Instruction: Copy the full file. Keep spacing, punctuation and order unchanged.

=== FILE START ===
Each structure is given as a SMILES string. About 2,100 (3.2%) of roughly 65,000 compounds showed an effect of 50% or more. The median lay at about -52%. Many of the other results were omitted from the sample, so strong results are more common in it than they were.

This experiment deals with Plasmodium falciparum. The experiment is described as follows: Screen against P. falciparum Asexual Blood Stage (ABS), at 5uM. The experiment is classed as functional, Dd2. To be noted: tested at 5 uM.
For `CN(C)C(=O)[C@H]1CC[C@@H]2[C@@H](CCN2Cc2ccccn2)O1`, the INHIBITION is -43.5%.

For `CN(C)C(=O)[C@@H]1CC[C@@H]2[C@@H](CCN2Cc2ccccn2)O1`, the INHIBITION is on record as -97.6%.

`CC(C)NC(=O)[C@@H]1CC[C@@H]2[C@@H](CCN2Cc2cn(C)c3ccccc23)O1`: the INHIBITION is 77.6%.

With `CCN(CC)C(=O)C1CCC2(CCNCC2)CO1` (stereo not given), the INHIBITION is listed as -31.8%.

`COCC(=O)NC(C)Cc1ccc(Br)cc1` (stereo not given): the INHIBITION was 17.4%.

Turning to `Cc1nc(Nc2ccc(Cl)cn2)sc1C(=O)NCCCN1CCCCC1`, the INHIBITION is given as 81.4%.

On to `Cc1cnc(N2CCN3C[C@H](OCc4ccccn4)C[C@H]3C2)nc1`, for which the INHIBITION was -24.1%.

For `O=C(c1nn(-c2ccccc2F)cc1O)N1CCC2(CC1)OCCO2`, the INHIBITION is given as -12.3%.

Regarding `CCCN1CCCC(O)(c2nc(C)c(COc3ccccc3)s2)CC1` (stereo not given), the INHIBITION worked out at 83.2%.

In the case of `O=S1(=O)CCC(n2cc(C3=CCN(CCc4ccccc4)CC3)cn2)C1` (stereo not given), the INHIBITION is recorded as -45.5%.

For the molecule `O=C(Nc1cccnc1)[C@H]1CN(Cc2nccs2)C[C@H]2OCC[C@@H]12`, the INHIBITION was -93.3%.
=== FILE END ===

Each structure is given as a SMILES string. About 2,100 (3.2%) of roughly 65,000 compounds showed an effect of 50% or more. The median lay at about -52%. Many of the other results were omitted from the sample, so strong results are more common in it than they were.

This experiment deals with Plasmodium falciparum. The experiment is described as follows: Screen against P. falciparum Asexual Blood Stage (ABS), at 5uM. The experiment is classed as functional, Dd2. To be noted: tested at 5 uM.
For `CN(C)C(=O)[C@H]1CC[C@@H]2[C@@H](CCN2Cc2ccccn2)O1`, the INHIBITION is -43.5%.

For `CN(C)C(=O)[C@@H]1CC[C@@H]2[C@@H](CCN2Cc2ccccn2)O1`, the INHIBITION is on record as -97.6%.

`CC(C)NC(=O)[C@@H]1CC[C@@H]2[C@@H](CCN2Cc2cn(C)c3ccccc23)O1`: the INHIBITION is 77.6%.

With `CCN(CC)C(=O)C1CCC2(CCNCC2)CO1` (stereo not given), the INHIBITION is listed as -31.8%.

`COCC(=O)NC(C)Cc1ccc(Br)cc1` (stereo not given): the INHIBITION was 17.4%.

Turning to `Cc1nc(Nc2ccc(Cl)cn2)sc1C(=O)NCCCN1CCCCC1`, the INHIBITION is given as 81.4%.

On to `Cc1cnc(N2CCN3C[C@H](OCc4ccccn4)C[C@H]3C2)nc1`, for which the INHIBITION was -24.1%.

For `O=C(c1nn(-c2ccccc2F)cc1O)N1CCC2(CC1)OCCO2`, the INHIBITION is given as -12.3%.

Regarding `CCCN1CCCC(O)(c2nc(C)c(COc3ccccc3)s2)CC1` (stereo not given), the INHIBITION worked out at 83.2%.

In the case of `O=S1(=O)CCC(n2cc(C3=CCN(CCc4ccccc4)CC3)cn2)C1` (stereo not given), the INHIBITION is recorded as -45.5%.

For the molecule `O=C(Nc1cccnc1)[C@H]1CN(Cc2nccs2)C[C@H]2OCC[C@@H]12`, the INHIBITION was -93.3%.